November 2016 letter from The Ferns chatting about Newport Lights switch on and composting and raspberry liqueur

Newport Lights Switch On Friday 25th November

Image result for guildhall newport shropshire lights

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Image result for newport shropshire lights

The winner of the schools’ Christmas Card competition gets to switch on the town’s lights and to drive in an open carriage  along the High Street accompanied by torch bearers. The winner this year is Thea Lee. The procession leaves The Guildhall at six, and the switch on takes place at 6.20pm at the old Butter Cross, after which will be a sing along at St Nicholas’ church.

I shall be there for the ‘switch on’ on Friday to record the event for our History Society’s Snap photographic project, which records not just old photos of the town but we keep the images up-to-date with pictures of local events. Next year when I do my November blog, I should be able to post some new and hopefully excellent photos!

If my readers are interested in other exciting lights, a local village Haughton is famous these days for its vaste display of Christmas lighrs. People travel from a huge area tro see them. Haughton is about 8 miles from Newport. They  are on from Saturday 10th December   till 1st January 2017. More on this next month.

Composting in our garden

We always have two compost heaps in our garden – the old one rotting down and a current one. Nothing gets wasted here from veg waste to fig leaves.  The old one has just been cleared out – and there are piles of compost waiting to be dug into the veg patch and strawberry plants. I know that people can buy  special compost heaps, but I have always just built our compost heaps from old bricks. My dad always did this , and, as long as there are  a few dozen old bricks in the garden, it means that there is no cost involved. The  new heap which has just been closed down,  has been covered with soil and an old carpet.

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Old heap

This will be left till next spring, when I shall give the whole heap a good turnover: bringing the old material up to the top and giving it all a good mix up. The new heap always gets started with old sticks or rough stuff such as the dead runner bean plants so that there is a bit of airation at the bottom.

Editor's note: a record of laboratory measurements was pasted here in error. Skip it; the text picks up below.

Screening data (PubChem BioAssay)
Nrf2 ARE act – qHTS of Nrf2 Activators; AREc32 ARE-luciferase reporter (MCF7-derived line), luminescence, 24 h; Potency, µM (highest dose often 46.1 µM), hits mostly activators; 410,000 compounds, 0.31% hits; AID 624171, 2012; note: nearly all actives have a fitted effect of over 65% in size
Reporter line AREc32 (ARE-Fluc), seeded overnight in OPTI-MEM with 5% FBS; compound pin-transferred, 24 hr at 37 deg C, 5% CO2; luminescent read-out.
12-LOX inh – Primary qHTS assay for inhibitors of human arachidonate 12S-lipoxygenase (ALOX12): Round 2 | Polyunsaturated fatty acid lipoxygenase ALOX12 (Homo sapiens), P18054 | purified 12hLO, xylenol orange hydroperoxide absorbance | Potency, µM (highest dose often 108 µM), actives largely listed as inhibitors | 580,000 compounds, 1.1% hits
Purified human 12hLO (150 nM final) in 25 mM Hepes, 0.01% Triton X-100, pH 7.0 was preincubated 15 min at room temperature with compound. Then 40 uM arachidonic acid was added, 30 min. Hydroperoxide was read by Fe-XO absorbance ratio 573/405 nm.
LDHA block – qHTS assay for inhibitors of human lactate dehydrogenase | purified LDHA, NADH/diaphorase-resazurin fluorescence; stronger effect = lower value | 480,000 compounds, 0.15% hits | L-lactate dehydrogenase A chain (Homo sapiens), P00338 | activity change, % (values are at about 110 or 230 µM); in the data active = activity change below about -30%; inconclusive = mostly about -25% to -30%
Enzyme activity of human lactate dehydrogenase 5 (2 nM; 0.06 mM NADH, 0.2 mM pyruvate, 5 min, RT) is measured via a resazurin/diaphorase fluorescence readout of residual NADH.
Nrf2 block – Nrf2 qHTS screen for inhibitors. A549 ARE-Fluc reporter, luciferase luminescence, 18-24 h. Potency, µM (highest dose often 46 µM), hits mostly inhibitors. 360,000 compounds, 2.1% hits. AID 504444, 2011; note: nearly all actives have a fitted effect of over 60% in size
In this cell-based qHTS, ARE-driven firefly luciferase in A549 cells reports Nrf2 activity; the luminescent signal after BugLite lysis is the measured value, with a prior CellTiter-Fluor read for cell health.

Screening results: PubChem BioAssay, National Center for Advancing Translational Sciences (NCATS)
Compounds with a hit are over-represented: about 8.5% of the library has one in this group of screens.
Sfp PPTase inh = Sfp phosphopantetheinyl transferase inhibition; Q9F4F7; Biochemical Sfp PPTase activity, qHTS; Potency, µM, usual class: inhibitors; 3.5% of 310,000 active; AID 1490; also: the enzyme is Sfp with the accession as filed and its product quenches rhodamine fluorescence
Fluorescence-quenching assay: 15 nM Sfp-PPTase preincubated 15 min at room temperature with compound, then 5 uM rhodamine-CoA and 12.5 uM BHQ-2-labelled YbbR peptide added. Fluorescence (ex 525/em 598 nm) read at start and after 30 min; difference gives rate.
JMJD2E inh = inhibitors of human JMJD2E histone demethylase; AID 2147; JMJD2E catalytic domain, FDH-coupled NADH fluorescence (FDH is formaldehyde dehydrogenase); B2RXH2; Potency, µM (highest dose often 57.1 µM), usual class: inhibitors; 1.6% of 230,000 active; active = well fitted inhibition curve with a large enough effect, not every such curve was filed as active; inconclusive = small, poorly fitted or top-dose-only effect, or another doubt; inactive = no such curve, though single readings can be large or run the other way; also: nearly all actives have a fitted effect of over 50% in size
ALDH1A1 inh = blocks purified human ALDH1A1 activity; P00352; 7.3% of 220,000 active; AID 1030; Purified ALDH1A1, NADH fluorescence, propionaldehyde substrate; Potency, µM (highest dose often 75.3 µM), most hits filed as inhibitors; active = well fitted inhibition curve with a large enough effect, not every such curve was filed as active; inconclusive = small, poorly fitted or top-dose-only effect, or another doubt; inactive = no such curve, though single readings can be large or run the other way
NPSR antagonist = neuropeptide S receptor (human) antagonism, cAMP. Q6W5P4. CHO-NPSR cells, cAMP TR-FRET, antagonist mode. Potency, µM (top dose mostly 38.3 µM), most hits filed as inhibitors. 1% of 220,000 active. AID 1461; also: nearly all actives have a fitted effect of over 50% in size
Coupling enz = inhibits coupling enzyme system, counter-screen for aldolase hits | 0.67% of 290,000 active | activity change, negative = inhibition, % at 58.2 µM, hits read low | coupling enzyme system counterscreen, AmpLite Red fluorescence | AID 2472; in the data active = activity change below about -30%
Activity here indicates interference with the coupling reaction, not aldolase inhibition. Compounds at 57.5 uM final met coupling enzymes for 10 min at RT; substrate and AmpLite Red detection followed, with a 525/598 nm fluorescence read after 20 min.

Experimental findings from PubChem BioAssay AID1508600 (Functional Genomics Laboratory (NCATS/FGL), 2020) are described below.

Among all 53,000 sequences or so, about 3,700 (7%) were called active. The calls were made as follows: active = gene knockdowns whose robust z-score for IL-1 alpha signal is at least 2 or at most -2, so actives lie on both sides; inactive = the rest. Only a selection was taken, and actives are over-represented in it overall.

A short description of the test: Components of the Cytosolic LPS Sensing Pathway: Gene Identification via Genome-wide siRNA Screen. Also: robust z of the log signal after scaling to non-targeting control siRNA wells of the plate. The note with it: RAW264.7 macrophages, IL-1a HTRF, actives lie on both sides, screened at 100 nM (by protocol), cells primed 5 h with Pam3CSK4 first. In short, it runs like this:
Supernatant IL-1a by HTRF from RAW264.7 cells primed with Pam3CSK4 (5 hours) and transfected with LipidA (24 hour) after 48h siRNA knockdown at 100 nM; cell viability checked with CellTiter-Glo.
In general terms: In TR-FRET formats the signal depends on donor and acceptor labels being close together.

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Starting the new heap

Monty Don has some good advice in the Gardens World website. he says,

Put in anything that has lived but exclude all meat, fat and anything that has been cooked, as these will attract vermin.

 50:50 mix of nitrogen and carbon. Nitrogen comes from lush, green material and carbon comes from woody stems.

For every barrow load of cut grass, you should mix in the same volume of straw, sawdust or cardboard. Ensure any woody material is broken into small pieces or shredded. Except for gloss or colour-printed paper, all packaging can be composted. It should be scrumpled up and mixed in equally with the normal vegetable waste to allow plenty of air to get in, rather than placed in lasagne-like layers.

Most compost bins have too much nitrogen, especially if the main source is from grass cuttings and kitchen waste – the result is an evil-smelling sludge. Equally, an excess of carbon will significantly slow down the composting process..

  • A sunny corner of the garden
  • An equal mix of nitrogen- and carbon-rich waste
  • Compost bin

Find a sunny corner of your garden, on soil, where you can site either a plastic compost bin or  built one up yourself. Setting your bin up on soil will allow worms and other micro-organisms from the earth to speed up the composting process; add some fine chicken wire at the base to keep rodents out. Start adding organic waste, aiming for an equal mix of green and woody waste as you go. Build up your heap in layers, or mix the ingredients as you go.

You can speed up the process by turning your heap occasionally with a garden fork to aerate it, mixing the outside ingredients to the inside. Make sure you cover your heap to keep the rain out.  When the mixture turns brown and crumbly and very slightly sweet smelling, the process is complete.

 Raspberry Liqueur

I always make a liqueur for Christmas and for gifts  to family and friends. This year it is raspberry.

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 It is still not to late to make this excellent liqueur, especially if you have raspberries in your freezer.

Ingredients

  • 1 lb fresh respberries
  • 3 cups good quality vodka
  • 1 14 cups sugar

Cut the raspberriess into small pieces. Place in a glass container (such as a large Kilner jar), add vodka.  Cap and store in a cool, dark place, stir once a week for 2 – 4 weeks.

Strain & transfer the unsweetened liqueur to an  glass container.  I leave the odd raspberry in the mix, just so that peopole can see that it  is raspberry!Add the sugar, recap & let mellow untill the sugar has dissolved – stir occasionally to speed up the process of sugar absorption.

Pour to a new bottle. Add more sugar if you want it sweeter! Salud!

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Best wishes Linda

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